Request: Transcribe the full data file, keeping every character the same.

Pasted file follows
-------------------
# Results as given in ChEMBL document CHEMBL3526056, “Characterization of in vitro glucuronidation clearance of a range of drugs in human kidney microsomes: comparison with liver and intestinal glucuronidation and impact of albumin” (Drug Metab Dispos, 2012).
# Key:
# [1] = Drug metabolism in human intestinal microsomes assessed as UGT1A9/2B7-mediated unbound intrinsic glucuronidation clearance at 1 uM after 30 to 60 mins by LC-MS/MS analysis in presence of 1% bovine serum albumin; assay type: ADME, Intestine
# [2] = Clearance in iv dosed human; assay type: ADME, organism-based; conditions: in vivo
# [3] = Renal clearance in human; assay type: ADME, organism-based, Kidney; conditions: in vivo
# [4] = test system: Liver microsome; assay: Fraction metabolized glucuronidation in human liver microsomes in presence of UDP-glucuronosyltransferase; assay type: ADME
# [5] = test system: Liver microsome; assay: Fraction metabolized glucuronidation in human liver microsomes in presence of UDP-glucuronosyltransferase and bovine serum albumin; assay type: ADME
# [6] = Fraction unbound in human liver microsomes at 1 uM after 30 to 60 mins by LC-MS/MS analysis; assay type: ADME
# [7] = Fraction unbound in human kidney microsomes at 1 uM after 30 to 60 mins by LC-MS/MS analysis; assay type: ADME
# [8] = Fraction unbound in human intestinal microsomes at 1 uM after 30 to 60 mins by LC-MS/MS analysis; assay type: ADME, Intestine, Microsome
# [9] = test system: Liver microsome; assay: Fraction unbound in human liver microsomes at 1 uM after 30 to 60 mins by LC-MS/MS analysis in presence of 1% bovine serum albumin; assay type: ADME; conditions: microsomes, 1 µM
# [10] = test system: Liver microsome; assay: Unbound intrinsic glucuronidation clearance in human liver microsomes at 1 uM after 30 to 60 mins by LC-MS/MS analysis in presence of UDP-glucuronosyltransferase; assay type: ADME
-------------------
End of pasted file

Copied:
# Results as given in ChEMBL document CHEMBL3526056, “Characterization of in vitro glucuronidation clearance of a range of drugs in human kidney microsomes: comparison with liver and intestinal glucuronidation and impact of albumin” (Drug Metab Dispos, 2012).
# Key:
# [1] = Drug metabolism in human intestinal microsomes assessed as UGT1A9/2B7-mediated unbound intrinsic glucuronidation clearance at 1 uM after 30 to 60 mins by LC-MS/MS analysis in presence of 1% bovine serum albumin; assay type: ADME, Intestine
# [2] = Clearance in iv dosed human; assay type: ADME, organism-based; conditions: in vivo
# [3] = Renal clearance in human; assay type: ADME, organism-based, Kidney; conditions: in vivo
# [4] = test system: Liver microsome; assay: Fraction metabolized glucuronidation in human liver microsomes in presence of UDP-glucuronosyltransferase; assay type: ADME
# [5] = test system: Liver microsome; assay: Fraction metabolized glucuronidation in human liver microsomes in presence of UDP-glucuronosyltransferase and bovine serum albumin; assay type: ADME
# [6] = Fraction unbound in human liver microsomes at 1 uM after 30 to 60 mins by LC-MS/MS analysis; assay type: ADME
# [7] = Fraction unbound in human kidney microsomes at 1 uM after 30 to 60 mins by LC-MS/MS analysis; assay type: ADME
# [8] = Fraction unbound in human intestinal microsomes at 1 uM after 30 to 60 mins by LC-MS/MS analysis; assay type: ADME, Intestine, Microsome
# [9] = test system: Liver microsome; assay: Fraction unbound in human liver microsomes at 1 uM after 30 to 60 mins by LC-MS/MS analysis in presence of 1% bovine serum albumin; assay type: ADME; conditions: microsomes, 1 µM
# [10] = test system: Liver microsome; assay: Unbound intrinsic glucuronidation clearance in human liver microsomes at 1 uM after 30 to 60 mins by LC-MS/MS analysis in presence of UDP-glucuronosyltransferase; assay type: ADME